AMSTERDAM (Reuters) - Two Kenyan politicians and a radio presenter meticulously planned and organised attacks on civilians to unleash a wave of violence after Kenya’s disputed 2007 election, the war crimes court heard Thursday.
William Ruto, who has ambitions to run for president, Henry Kosgey, former industrialization minister, and Joshua Arap Sang, a broadcaster, attended the first of two sets of confirmation of charges hearings at the International Criminal Court — which may try Libya’s fugitive Muammar Gaddafi if he is caught.
This month’s hearings will determine whether a total of six high-profile Kenyan politicians and senior officials should stand trial for crimes against humanity related to Kenya’s election violence, including murder, rape and forcible transfer of people.
More than 1,220 people were killed in tribal violence after Kenyan President Mwai Kibaki was declared the winner of a presidential election in 2007 that was marred by alleged vote-rigging.
“Mr Ruto, Mr Kosgey and Mr Sang are individually responsible for a widespread and systematic attack against civilians in Kenya’s Rift Valley Province,” Luis Moreno-Ocampo, the ICC chief prosecutor, told the court.
“These massive crimes are a Kenyan problem...but they are not just a Kenyan problem. These are some of the most serious crimes of concern to the international community as a whole.”
Moreno-Ocampo said that his evidence showed that the crimes were carefully planned and organised by Ruto and Kosgey “with a goal to gain political power.”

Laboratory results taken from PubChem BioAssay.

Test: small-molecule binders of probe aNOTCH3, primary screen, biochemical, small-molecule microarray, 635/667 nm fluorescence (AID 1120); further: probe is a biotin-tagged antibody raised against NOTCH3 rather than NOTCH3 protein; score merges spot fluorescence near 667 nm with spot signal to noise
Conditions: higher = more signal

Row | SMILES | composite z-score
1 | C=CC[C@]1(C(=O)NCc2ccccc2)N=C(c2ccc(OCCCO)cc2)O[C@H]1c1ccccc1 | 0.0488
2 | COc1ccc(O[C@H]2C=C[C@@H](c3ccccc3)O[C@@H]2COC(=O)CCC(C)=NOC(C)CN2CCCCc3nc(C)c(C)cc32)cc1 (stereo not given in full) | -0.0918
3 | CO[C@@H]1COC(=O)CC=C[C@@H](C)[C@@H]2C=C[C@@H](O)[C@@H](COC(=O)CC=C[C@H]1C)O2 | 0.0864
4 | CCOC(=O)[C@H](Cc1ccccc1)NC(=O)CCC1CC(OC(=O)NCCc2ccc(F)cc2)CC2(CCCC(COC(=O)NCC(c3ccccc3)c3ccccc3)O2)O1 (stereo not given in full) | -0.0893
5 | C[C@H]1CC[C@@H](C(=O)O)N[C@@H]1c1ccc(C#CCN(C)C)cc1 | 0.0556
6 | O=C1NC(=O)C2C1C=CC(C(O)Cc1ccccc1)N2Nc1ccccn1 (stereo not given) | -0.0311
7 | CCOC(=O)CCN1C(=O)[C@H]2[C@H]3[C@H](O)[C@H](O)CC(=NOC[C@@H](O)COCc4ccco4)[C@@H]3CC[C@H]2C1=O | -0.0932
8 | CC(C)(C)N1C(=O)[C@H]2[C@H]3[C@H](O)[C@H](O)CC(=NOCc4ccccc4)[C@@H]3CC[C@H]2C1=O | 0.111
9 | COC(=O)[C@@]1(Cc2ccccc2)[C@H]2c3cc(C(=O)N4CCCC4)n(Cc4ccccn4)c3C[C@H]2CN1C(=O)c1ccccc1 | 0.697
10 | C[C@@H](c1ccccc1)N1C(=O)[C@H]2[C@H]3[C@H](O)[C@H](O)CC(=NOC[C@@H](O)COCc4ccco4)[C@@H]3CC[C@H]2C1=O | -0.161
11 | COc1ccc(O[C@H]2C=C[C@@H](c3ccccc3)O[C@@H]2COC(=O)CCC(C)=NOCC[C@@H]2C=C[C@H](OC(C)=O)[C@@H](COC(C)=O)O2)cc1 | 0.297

He told the court that Ruto and Kosgey had capitalized on existing tensions in the region, providing weapons and bombs, and promising money and land as rewards to those who took part in the rioting.
Their aim, he said, was to drive Kibaki supporters out of some towns in the Rift Valley using a network of politicians, media representatives, financiers, tribal elders, local leaders and former members of the security forces.
Kenya’s government had objected to the ICC proceedings because it said its adoption of a new constitution and other reforms paved the way for it to carry out its own prosecutions.
It was overruled earlier this week because it had failed to show it was conducting its own investigation of the six suspects.
If the ICC case goes ahead, it will cast a shadow over the run up to elections in 2012 in the East African country. Two of the suspects — Ruto and Uhuru Kenyatta, the current finance minister — have said they want to run for president.
Ruto, a former higher education minister, said on August 28 that he was confident the ICC would drop its charges against him, but said he would run for president even if they were confirmed.
Analysts say Prime Minister Raila Odinga’s camp is keen to have the ICC trials proceed so that his rivals — including Ruto with whom he has fallen out and whom he dismissed from his post last month — are excluded from running in the election next year.
“This is about the elections in 2012 and making sure they are peaceful,” prosecutor Moreno-Ocampo told Reuters in a separate interview.
“If you commit atrocities to gain power, you lose power and get a ticket to The Hague.”
Reporting by Sara Webb; Editing by Elizabeth Piper